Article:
This is an excerpt of Chocolate and the Nobel Prize: The Book of Brain Food.
CHAPTER 1. INTRODUCTION
The beverage of the gods was Ambrosia; that of man is chocolate. Both increase the length of life in a prodigious manner.
— Louis Lewin, Phantastica (1924)
I do not like chocolate. More accurately, I hate chocolate. Years ago, I visited Los Angeles, where chocolate is exceptionally delicious and quite popular. So on the day of my return home, as a souvenir, I bought a lot of chocolate—a large container and a box of a famous brand—for my wife. She liked it very much. As chocolate contains many calories, we made a rule: one piece of chocolate a day. It took over two months for my wife to finish all the chocolate. During that period, we were very happy. She enjoyed the chocolate. I enjoyed her happiness.
Unfortunately, not long later, things changed. My wife noticed that her body weight had increased by three kilograms. “Perhaps it was because of the chocolate,” she thought. She started to complain about the chocolate, and me, who bought it for her. That’s when I started to hate chocolate.
My story with chocolate didn’t end there. Several months later, a report published in the New England Journal of Medicine came to my attention. Chocolate again, but this time, with positive outcomes.
Eat chocolate to win the Nobel Prize?
The report was authored by Dr. Franz H. Messerli, a physician working at St. Luke’s–Roosevelt Hospital in New York. Dr. Messerli was a chocolate lover who claimed to eat chocolate every day. Extending his love for chocolate, Dr. Messerli looked at the yearly chocolate consumption per person in 23 countries all over the world. Then he did something extraordinary. He retrieved the number of the Nobel laureates in these countries until October 10, 2011 (the report was published in 2012) and checked if it related to chocolate consumption.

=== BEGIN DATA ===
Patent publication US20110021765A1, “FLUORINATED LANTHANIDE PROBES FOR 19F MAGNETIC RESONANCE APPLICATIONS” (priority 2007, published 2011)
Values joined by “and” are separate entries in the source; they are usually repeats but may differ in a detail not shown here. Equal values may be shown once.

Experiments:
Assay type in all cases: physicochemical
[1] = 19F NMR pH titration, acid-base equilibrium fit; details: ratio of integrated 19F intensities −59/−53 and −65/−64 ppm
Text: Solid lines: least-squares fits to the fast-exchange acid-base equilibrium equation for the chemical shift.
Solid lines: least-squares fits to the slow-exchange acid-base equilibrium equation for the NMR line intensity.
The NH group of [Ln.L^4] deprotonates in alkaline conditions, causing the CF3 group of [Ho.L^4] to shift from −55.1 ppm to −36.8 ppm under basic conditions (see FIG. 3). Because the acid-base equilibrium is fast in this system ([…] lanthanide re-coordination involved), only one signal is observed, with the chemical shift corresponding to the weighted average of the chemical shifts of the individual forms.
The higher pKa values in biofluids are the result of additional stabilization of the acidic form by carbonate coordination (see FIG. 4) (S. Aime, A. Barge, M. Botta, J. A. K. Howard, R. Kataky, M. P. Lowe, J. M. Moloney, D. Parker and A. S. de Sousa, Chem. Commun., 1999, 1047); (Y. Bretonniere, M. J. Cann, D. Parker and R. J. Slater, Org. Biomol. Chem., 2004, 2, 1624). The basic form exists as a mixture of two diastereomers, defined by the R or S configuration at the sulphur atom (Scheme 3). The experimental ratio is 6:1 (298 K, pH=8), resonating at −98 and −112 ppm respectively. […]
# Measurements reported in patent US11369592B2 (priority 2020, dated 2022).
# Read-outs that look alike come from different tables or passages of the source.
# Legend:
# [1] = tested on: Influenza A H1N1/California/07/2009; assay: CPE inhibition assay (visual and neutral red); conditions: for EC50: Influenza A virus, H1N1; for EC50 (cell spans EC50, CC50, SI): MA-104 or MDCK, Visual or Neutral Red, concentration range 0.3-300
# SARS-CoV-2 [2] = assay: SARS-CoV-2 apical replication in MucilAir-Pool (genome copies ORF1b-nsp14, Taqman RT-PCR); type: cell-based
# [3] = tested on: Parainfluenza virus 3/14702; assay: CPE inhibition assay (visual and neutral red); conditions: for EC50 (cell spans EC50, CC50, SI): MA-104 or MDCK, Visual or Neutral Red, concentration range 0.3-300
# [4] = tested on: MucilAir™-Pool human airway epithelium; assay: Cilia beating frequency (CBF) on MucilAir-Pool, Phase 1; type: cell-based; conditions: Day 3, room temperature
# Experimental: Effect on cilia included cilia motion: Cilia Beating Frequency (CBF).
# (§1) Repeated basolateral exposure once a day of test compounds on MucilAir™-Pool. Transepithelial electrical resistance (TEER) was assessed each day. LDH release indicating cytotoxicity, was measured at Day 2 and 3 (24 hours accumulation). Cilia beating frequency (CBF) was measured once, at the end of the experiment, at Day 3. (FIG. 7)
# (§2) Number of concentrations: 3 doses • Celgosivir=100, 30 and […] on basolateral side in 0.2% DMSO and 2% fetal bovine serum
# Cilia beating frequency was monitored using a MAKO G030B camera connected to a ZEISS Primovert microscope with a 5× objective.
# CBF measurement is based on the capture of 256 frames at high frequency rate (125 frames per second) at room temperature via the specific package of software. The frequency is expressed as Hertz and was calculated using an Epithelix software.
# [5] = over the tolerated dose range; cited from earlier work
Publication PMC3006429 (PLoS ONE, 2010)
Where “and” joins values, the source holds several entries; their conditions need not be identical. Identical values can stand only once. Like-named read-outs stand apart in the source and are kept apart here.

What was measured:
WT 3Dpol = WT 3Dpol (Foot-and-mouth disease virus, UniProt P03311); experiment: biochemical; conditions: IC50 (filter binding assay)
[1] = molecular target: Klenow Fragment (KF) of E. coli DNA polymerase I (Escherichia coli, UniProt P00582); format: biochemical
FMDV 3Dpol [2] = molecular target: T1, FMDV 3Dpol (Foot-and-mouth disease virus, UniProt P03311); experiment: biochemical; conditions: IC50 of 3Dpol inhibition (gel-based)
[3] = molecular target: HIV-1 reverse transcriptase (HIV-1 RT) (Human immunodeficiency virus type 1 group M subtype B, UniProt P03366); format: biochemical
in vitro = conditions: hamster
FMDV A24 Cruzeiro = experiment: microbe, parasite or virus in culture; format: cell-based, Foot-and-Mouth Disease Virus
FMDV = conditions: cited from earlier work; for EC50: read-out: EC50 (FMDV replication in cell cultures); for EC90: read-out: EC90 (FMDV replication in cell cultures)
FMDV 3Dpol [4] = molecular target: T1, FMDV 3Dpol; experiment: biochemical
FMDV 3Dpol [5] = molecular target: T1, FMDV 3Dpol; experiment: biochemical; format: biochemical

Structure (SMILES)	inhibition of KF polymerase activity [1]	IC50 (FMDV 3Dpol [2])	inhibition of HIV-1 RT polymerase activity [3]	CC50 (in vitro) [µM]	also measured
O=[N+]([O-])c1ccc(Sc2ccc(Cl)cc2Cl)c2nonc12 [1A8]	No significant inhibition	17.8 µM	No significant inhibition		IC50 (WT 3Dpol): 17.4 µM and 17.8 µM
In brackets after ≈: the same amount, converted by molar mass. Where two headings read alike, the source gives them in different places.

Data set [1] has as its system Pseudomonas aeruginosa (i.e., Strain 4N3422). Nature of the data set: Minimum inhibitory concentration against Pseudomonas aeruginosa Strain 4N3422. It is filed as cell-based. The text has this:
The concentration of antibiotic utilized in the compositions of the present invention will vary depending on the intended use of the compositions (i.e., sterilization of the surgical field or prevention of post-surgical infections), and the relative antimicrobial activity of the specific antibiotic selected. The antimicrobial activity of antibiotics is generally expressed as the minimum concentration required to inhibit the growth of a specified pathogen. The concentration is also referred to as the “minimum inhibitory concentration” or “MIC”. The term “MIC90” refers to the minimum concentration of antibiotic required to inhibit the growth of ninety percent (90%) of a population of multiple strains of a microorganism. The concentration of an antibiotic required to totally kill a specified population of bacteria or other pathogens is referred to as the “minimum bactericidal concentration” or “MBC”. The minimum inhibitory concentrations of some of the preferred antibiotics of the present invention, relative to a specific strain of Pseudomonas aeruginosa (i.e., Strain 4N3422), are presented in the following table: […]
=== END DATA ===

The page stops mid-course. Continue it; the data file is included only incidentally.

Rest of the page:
Surprisingly, Dr. Messerli found a statistically significant association. The more yearly chocolate consumption per person in one country, the higher the number of Nobel laureates per 10 million persons in that country. The correlational coefficient, a statistical marker measuring how good two variables change with each other, was as high as about 0.8. A correlational coefficient this big would make any scientist excited.
Switzerland had the highest yearly chocolate consumption (over 12 kg per person) and the number of Nobel laureates (about 33 per 10 million people), followed by the U.K., Norway, Denmark, and Austria. China scored the lowest in both (less than 1 kg per person, and 0 Nobel laureates), falling behind Japan, Portugal, Greece, and Brazil. The U.S. with the Netherlands, France, Finland and several other countries were in the middle. Dr. Messerli further estimated that the minimum yearly chocolate amount necessary for a Nobel Prize is about 2 kg per person and that increasing yearly chocolate consumption by 400 g per person in a certain country could increase its number of Nobel laureates by one.
Chocolate for the Nobel Prize, seriously? This report has been controversial since its day of publication, as it is correlational and does not indicate causality. Some scientists even take it as a joke, since chocolate and Nobel Prizes seem far away from each other, and the correlation between them may come from a third, hidden factor. In line with this, a later report confirmed that the gross domestic product is a driver for both chocolate consumption and the number of Nobel laureates. The richer a country, the more likely its people are to eat chocolate. On the same note, the wealthier countries invest more in education and scientific research. And investment in education and scientific research is the main driver for the number of Nobel laureates.